WREXHAM Council has been accused of a lack of transparency over its handling of the sale of a historic corn mill.
Almost 1,400 people have signed a petition against the auctioning of the King’s Mill in Wrexham, which dates back to the 18th century.
The property is due to go under the hammer next month, with a minimum opening bid of £155,000, as the local authority says it no longer has a use for it.
However, concerns have been raised as the decision to get rid of it was made in private and not referred to the council’s ruling executive board to consider.
The issue was raised during a full council meeting yesterday (Wednesday, 24 February) by Queensway councillor Carrie Harper, who said politicians and the public only became aware of the sale when it was reported in the media.
The Plaid Cymru politician criticised the authority’s decision to sell it off after highlighting a covenant which states the building must only be used as a public amenity for culture and heritage purposes.
She said: “The building is key to local people in Caia Park and Hightown, but also to the wider Clywedog Trail as well.
“For the vast majority of councillors, that press article would have been the first they knew about any plans to auction that building off.
“Had the press not reported on it, most councillors here wouldn’t have known anything about it at all.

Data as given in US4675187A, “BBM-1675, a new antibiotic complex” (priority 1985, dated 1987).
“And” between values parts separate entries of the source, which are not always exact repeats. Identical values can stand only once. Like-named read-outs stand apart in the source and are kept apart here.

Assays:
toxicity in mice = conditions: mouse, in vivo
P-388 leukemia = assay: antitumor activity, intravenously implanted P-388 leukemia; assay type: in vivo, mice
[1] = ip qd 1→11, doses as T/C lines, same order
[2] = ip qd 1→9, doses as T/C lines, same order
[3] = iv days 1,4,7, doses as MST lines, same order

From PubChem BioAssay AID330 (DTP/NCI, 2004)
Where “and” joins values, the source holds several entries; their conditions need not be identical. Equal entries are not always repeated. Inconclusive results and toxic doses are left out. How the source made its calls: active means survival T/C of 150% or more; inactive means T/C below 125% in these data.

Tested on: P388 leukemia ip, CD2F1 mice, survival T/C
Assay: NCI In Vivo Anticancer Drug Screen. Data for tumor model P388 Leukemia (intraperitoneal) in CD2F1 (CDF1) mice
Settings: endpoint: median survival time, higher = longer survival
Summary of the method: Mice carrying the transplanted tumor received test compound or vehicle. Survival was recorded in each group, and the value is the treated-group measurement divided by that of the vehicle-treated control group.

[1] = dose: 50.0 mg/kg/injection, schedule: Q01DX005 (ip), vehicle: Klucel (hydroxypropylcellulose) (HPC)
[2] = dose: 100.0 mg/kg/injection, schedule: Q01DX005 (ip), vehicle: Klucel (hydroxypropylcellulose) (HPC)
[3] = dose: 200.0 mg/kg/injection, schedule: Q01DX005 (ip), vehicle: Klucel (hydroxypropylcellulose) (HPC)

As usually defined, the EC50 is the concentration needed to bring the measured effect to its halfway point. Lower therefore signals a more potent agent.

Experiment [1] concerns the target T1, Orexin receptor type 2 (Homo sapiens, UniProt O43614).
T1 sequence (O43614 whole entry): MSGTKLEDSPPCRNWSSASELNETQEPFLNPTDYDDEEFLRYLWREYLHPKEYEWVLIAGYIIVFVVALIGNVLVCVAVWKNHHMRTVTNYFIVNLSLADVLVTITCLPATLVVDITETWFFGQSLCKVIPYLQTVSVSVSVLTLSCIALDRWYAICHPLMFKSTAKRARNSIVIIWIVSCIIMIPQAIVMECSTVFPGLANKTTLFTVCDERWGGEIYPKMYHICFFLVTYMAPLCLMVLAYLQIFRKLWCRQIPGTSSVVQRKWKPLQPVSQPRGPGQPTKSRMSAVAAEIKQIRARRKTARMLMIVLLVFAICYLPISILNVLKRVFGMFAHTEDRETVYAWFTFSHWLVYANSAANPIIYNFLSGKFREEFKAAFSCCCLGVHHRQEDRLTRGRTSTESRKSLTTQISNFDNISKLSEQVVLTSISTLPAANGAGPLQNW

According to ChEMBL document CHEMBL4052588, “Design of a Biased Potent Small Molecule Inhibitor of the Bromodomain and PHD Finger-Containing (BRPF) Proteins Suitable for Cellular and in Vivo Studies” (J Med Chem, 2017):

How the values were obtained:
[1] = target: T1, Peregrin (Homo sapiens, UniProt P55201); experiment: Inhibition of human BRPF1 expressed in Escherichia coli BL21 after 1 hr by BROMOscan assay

“There’s been no decision notice, there’s been no information or announcement generally about this and there’s been no public scrutiny at all.”
Cllr Harper said the only discussion over the property’s future had taken place at a private meeting of the council’s cross-party corporate land and building strategy group.
She added that Plaid Cymru’s representative Gwenfair Jones was under the impression it would need to go before executive board members before a final decision was made.
The mill was previously used as a visitor centre by the council during the 1990s after being gifted to the authority by former Erddig estate owner Philip Yorke.
It has stood empty since 2012, resulting in a group of local people banding together to try and turn it into a community hub.
But council leader Mark Pritchard said the Melin y Brenin Community Group’s offer of £10,000 to buy the mill was not high enough and backed the decision by the authority’s chief officer of housing and economy to auction it off.
He said: “When it goes to auction, all the covenants affecting the site will remain and if there’s a listing on it, the listing will be respected.
“I am a bit disappointed to be sitting here this evening and explaining this procedure to Cllr Harper.
“She’s fully aware of the process and I did say that on the corporate land and building strategy group, which met on the 13th of October, there is a representative from Cllr Harper’s group on it.
“There was no objection and no discussion not to allow it to go to auction.”
He added: “I think it’s important that the people of Wrexham understand that we have an obligation and a duty to get the best price and value for land and buildings.
“This group offered the council £10,000, and it’s been valued at £155,000 to go to auction.”
In response, Cllr Harper said she had seen a copy of the minutes for the group’s October meeting.
She said the recommendation for the building’s future to be decided by the executive board was stated “in black and white”.
The property is set to go under the hammer on March 24 via Manchester-based auctioneers Landwood Property Auctions.